by Sarah Rinn - Dec 12 2017

Flashback to a few years ago when I was a sophomore in college chatting with a sweet friend. She sat across from me, filling me in on her life and sharing about some serious insecurities she had been facing. For a while now, this friend had also been dating a great guy who loved her and loved the Lord. Their relationship was going great. As she was being vulnerable and sharing about the wounds she was dealing with, I genuinely sat across from her and thought, “Seriously? You have a great guy who loves you and thinks you are beautiful. How can you still feel like you are not beautiful, not worthy, not enough? I know he tells you that all the time.” Seriously. I really thought that her fears about what she looked like, who she was, and whether she was “good enough” would be solved by this boyfriend because obviously he thought she was wonderful. I thought these things about her because I thought the same things would be true for me – I was just waiting for the right guy to come along and fix me, too.

You see, I have battled some serious insecurities for as long as I can remember (very much the same as many girls). Heck, I can remember being in fifth grade and thinking I was too fat or too ugly or not as pretty as my friends (yall, that’s scary young). This was a place the enemy knew I was weak and so he constantly attacked me with LIES about my self-worth. And I believed them to be true. In high school, I didn’t date, and I attributed that to be boring or ugly, etc., because that seemed like the obvious reason to me. I really and truly believed that if I looked differently, then boys would care. And I thought that is boys cared, then I would also feel better about myself and believe I was beautiful and worthwhile.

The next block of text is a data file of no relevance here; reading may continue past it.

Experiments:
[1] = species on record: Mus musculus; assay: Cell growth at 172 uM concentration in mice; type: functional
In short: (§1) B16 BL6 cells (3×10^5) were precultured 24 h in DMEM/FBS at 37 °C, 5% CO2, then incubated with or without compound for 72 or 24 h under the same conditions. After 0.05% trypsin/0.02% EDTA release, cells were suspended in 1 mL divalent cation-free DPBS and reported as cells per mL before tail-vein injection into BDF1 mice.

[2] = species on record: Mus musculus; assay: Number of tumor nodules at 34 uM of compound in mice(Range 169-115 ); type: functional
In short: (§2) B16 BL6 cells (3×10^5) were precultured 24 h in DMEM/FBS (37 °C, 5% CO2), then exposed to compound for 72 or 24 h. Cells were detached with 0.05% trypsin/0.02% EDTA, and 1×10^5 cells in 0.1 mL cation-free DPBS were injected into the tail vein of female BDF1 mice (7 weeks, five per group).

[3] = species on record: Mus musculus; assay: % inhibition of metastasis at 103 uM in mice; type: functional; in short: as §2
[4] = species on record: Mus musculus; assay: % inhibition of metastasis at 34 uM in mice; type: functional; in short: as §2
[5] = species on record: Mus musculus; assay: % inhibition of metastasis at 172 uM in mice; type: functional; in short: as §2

All of the above is, so obviously, false.

And yet, these are the thoughts I really believed for years. They transformed from fears just about boys, to fears about how all people saw me. I ended up with some seriously messed up beliefs—I doubted that my closest friends actually even liked me. I doubted the calling God so clearly placed on my life to pursue vocational ministry. I doubted whether I was really who God wanted me to be, because I so clearly saw all of the things that I thought were messed up with myself. I doubted if God would ever make me look the way I wanted to, so I took things into my own hands and quickly found myself with an eating disorder that I could not shake. I told myself this was all temporary, only until I looked a certain way and then I found a boy to love me and then other people would see I was worthwhile and then I wouldn’t have these problems anymore. (Yall, I’m not saying that any of this is truth. Now I can see where I was so broken, but it is what it is—it’s part of my story). 

Fast forward to March of 2016. The boy showed up. My boy. My now-husband, Matt, and I fell in love in the beautiful love story God wrote for us. And I felt loved and cherished and knew someone believed I was beautiful. Really quickly, we knew that we were going to get married and felt so confident of God’s hand in our lives. So this July, we did just that! Five months in, and things are wonderful.

But here’s the catch, the thing that surprised me like crazy—after Matt and I started dating, and I finally had that guy who I knew cared really deeply for me, my problems didn’t stop. I still found myself just as insecure, always questioning my worth, still trying to look a different way or be a different size. But this time, I had no idea why. I thought it had all been for a guy. I thought it had all been an attempt for love, which I knew was wrong, but at least I understood where it was coming from.